photo by Norbert Kenntner
The basic idea with English is that the spelling of a word tells you how to say it. It would more or less work, too, if the language hadn't accumulated a lot of baggage along the way.
Some problems have been caused by letters for which printers don't have type, or which just look a bit odd (the z in Dalziel and the g in night aren't really supposed to be z or g, you know).
Then there are the problems caused by extra letters scholars have bunged in just to show how good their Latin was, like the b in debt.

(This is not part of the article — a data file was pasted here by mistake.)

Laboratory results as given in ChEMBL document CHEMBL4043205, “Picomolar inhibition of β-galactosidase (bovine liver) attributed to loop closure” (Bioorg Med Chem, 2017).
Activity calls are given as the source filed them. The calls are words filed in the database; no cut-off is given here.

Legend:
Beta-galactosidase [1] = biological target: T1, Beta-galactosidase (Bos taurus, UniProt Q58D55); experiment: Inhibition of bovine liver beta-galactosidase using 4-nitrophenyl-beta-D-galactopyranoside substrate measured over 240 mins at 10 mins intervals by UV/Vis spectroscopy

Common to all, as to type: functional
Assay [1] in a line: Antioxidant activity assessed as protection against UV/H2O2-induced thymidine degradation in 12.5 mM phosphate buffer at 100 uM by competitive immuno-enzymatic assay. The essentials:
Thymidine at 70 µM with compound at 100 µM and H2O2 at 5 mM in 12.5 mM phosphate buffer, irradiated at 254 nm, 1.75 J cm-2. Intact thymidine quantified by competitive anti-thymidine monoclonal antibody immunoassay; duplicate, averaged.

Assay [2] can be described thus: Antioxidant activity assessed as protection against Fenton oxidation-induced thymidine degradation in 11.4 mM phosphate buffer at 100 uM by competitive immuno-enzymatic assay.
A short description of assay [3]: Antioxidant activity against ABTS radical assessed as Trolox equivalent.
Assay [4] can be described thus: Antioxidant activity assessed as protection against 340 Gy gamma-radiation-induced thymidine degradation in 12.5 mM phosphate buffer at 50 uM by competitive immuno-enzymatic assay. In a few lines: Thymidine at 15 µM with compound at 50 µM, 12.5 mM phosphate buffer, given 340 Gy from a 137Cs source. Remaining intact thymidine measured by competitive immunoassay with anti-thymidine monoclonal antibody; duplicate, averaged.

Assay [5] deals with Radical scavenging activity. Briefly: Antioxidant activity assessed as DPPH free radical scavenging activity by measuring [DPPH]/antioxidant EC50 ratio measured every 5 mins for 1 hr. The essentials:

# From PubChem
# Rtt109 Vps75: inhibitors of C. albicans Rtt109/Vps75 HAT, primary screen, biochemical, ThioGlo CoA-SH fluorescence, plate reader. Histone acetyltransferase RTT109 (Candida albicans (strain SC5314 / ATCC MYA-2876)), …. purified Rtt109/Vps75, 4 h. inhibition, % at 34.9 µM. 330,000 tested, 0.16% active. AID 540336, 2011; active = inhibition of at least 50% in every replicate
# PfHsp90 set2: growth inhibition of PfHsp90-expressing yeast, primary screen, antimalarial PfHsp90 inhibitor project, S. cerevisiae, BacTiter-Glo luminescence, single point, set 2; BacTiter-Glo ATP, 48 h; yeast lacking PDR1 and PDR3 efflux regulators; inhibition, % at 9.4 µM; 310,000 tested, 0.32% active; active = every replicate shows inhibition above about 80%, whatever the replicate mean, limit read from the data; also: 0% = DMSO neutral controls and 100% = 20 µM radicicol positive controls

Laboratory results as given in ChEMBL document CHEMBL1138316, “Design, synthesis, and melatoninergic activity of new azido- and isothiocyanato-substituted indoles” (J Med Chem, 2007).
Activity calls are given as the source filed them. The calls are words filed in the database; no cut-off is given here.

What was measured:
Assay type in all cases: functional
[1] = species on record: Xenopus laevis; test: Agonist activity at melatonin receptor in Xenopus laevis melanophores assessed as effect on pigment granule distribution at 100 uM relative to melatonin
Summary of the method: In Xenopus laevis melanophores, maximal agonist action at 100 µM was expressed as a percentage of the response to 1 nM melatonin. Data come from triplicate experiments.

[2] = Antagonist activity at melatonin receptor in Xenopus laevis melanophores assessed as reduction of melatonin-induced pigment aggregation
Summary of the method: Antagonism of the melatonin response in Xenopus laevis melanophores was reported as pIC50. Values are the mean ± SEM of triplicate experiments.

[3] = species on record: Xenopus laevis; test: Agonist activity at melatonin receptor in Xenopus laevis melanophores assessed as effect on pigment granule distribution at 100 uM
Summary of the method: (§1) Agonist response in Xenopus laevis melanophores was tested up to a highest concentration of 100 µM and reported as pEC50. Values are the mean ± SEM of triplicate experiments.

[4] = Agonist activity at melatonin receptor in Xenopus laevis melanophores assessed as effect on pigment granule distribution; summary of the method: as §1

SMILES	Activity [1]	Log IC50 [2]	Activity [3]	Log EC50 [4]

But still, there are some bits of English you can rely on. Like sh being pronounced, well, sh. Like an s, but with a bit more breath to it.
Sheep, shuttle, bush, mash, perishing, bushy.
See? Simple, or what?
Mishap, goshawk, mishear, dishearten, dishabille, dishonest, mishandle, mishit...
Looking at that list, even this isn't necessarily always a bad thing, is it?
Word To Use Today: one where a sh isn't pronounced sh. Most of these are words with bits shoved on the front to make them mean more or less the opposite (as in honest and dishonest) but goshawk comes from the Old English gōshafoc, goose hawk.